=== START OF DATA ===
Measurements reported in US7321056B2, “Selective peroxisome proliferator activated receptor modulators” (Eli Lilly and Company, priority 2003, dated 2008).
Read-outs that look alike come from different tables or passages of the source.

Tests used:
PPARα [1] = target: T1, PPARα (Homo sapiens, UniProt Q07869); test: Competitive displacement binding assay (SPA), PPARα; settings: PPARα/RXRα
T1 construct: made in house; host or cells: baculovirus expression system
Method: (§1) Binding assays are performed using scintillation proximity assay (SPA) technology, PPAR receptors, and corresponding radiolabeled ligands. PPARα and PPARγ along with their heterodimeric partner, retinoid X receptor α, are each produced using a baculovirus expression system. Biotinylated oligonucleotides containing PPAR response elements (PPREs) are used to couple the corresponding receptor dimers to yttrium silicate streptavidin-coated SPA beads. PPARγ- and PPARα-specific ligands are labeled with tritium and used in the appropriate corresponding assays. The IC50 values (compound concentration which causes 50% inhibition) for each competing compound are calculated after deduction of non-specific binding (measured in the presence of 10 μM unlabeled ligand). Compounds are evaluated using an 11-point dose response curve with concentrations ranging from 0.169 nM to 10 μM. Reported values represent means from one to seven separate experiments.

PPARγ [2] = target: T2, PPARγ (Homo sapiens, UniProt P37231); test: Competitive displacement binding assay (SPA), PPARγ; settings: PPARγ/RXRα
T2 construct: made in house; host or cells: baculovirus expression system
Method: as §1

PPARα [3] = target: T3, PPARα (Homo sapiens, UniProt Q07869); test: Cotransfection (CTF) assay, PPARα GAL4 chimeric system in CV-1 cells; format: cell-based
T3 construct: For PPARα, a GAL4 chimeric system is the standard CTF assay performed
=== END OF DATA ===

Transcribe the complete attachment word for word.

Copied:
Measurements reported in US7321056B2, “Selective peroxisome proliferator activated receptor modulators” (Eli Lilly and Company, priority 2003, dated 2008).
Read-outs that look alike come from different tables or passages of the source.

Tests used:
PPARα [1] = target: T1, PPARα (Homo sapiens, UniProt Q07869); test: Competitive displacement binding assay (SPA), PPARα; settings: PPARα/RXRα
T1 construct: made in house; host or cells: baculovirus expression system
Method: (§1) Binding assays are performed using scintillation proximity assay (SPA) technology, PPAR receptors, and corresponding radiolabeled ligands. PPARα and PPARγ along with their heterodimeric partner, retinoid X receptor α, are each produced using a baculovirus expression system. Biotinylated oligonucleotides containing PPAR response elements (PPREs) are used to couple the corresponding receptor dimers to yttrium silicate streptavidin-coated SPA beads. PPARγ- and PPARα-specific ligands are labeled with tritium and used in the appropriate corresponding assays. The IC50 values (compound concentration which causes 50% inhibition) for each competing compound are calculated after deduction of non-specific binding (measured in the presence of 10 μM unlabeled ligand). Compounds are evaluated using an 11-point dose response curve with concentrations ranging from 0.169 nM to 10 μM. Reported values represent means from one to seven separate experiments.

PPARγ [2] = target: T2, PPARγ (Homo sapiens, UniProt P37231); test: Competitive displacement binding assay (SPA), PPARγ; settings: PPARγ/RXRα
T2 construct: made in house; host or cells: baculovirus expression system
Method: as §1

PPARα [3] = target: T3, PPARα (Homo sapiens, UniProt Q07869); test: Cotransfection (CTF) assay, PPARα GAL4 chimeric system in CV-1 cells; format: cell-based
T3 construct: For PPARα, a GAL4 chimeric system is the standard CTF assay performed